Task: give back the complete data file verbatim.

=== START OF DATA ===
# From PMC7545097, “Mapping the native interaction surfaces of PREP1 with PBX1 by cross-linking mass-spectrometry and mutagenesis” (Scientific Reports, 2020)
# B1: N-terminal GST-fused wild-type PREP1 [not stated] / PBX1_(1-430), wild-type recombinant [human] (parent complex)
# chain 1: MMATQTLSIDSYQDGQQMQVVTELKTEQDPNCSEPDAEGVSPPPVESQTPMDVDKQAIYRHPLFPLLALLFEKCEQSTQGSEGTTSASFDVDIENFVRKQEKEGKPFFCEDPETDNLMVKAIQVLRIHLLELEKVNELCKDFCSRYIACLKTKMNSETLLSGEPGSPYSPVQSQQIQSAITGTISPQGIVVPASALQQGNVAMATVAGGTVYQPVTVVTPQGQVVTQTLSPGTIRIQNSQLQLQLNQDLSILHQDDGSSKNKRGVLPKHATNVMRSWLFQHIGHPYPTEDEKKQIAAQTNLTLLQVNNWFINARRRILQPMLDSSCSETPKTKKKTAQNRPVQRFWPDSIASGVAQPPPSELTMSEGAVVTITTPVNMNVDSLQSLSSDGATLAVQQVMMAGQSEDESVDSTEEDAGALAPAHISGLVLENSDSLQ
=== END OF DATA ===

# From PMC7545097, “Mapping the native interaction surfaces of PREP1 with PBX1 by cross-linking mass-spectrometry and mutagenesis” (Scientific Reports, 2020)
# B1: N-terminal GST-fused wild-type PREP1 [not stated] / PBX1_(1-430), wild-type recombinant [human] (parent complex)
# chain 1: MMATQTLSIDSYQDGQQMQVVTELKTEQDPNCSEPDAEGVSPPPVESQTPMDVDKQAIYRHPLFPLLALLFEKCEQSTQGSEGTTSASFDVDIENFVRKQEKEGKPFFCEDPETDNLMVKAIQVLRIHLLELEKVNELCKDFCSRYIACLKTKMNSETLLSGEPGSPYSPVQSQQIQSAITGTISPQGIVVPASALQQGNVAMATVAGGTVYQPVTVVTPQGQVVTQTLSPGTIRIQNSQLQLQLNQDLSILHQDDGSSKNKRGVLPKHATNVMRSWLFQHIGHPYPTEDEKKQIAAQTNLTLLQVNNWFINARRRILQPMLDSSCSETPKTKKKTAQNRPVQRFWPDSIASGVAQPPPSELTMSEGAVVTITTPVNMNVDSLQSLSSDGATLAVQQVMMAGQSEDESVDSTEEDAGALAPAHISGLVLENSDSLQ